How can any commander be so precise so far in advance about an enterprise so inherently contingent and unpredictable? It was a signal to friend and foe that he wasn’t serious. And as if to amplify that signal, Obama added that “the nation that I’m most interested in building is our own,” thus immediately undermining the very importance of the war to which he was committing new troops.
Such stunning ambivalence, I wrote at the time, had produced the most uncertain trumpet ever sounded by a president. One could sense that Obama’s heart was never in it.
And now we know. Indeed, this became hauntingly clear to Obama’s own defense secretary within just a few months — before the majority of the troops had arrived in the field, before the new strategy had even been tested.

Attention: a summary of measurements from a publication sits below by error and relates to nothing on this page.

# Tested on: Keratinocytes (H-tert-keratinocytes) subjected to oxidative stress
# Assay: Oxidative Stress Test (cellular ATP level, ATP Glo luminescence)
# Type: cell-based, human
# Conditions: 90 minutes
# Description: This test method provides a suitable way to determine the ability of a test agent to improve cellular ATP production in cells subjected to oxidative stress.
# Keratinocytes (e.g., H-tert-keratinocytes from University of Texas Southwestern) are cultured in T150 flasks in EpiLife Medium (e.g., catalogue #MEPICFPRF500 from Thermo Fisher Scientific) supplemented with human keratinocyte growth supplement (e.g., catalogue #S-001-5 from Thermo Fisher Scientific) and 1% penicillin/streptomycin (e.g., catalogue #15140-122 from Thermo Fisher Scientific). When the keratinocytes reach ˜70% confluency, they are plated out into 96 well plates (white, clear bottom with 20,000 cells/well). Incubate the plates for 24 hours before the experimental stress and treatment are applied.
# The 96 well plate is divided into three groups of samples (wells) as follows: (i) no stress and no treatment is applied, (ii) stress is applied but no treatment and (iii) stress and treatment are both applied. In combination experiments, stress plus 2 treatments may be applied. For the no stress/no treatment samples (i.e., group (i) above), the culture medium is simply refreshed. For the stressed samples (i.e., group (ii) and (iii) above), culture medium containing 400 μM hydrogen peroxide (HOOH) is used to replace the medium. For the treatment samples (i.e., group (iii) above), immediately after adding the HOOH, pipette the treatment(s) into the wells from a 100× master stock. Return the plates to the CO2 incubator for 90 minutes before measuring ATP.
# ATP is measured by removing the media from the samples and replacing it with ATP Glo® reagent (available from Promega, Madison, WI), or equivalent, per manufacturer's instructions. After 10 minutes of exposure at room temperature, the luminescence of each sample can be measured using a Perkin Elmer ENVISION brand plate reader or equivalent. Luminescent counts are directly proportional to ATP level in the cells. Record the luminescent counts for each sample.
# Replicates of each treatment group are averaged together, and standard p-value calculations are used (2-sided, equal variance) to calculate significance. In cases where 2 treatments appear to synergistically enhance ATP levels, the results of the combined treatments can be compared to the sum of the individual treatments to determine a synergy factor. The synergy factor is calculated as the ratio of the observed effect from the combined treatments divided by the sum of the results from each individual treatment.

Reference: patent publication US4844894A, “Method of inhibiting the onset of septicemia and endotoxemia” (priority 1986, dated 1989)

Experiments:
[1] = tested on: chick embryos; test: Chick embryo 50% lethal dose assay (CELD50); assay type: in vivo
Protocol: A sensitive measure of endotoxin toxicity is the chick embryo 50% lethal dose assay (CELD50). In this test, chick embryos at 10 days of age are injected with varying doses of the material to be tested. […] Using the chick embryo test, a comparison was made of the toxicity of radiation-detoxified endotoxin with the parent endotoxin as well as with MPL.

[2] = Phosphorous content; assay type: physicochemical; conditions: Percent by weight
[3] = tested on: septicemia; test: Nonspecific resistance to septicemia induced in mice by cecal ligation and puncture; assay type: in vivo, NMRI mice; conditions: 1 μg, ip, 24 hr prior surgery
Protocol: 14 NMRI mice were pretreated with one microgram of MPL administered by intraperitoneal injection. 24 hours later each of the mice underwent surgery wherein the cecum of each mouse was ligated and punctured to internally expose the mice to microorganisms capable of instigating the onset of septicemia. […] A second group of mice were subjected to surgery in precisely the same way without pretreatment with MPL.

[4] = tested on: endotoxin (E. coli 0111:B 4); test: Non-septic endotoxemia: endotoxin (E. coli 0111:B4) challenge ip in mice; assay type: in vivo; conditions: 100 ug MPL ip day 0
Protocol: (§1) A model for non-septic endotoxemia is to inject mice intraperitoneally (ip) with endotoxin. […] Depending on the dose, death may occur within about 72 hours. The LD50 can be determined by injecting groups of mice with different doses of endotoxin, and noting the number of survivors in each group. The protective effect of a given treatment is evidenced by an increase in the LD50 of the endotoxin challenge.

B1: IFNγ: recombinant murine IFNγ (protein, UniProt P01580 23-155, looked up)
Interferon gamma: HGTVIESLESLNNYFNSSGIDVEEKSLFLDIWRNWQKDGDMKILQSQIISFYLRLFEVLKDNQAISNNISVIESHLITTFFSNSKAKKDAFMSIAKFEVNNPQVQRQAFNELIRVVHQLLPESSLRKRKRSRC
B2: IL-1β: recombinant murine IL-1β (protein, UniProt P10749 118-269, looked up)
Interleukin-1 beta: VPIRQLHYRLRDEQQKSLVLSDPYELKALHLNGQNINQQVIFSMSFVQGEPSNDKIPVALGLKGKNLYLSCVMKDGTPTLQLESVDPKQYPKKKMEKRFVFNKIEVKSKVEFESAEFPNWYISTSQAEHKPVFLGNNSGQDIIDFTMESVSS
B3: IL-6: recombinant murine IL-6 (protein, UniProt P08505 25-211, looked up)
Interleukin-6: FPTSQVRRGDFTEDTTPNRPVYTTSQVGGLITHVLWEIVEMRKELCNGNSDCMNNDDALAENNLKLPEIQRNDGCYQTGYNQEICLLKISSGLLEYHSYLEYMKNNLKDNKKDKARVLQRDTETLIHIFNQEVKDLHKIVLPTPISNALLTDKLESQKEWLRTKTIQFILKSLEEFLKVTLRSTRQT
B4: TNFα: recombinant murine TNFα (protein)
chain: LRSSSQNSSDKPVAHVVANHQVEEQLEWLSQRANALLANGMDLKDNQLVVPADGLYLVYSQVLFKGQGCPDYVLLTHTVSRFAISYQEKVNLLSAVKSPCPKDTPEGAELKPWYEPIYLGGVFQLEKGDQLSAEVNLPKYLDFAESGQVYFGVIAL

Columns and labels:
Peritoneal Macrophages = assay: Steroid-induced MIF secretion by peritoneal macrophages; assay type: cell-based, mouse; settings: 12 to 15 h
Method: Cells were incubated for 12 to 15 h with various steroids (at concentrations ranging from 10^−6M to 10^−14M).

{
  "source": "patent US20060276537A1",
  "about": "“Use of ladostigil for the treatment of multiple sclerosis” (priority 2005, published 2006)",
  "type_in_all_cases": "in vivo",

How can a commander in good conscience send troops on a mission he doesn’t believe in, a mission from which he knows some will never return? Even worse, Obama ordered a major escalation, expending much blood but not an ounce of his own political capital. Over the next four years, notes Gates with chagrin, Obama ignored the obligation of any commander to explain, support, and try to rally the nation to the cause.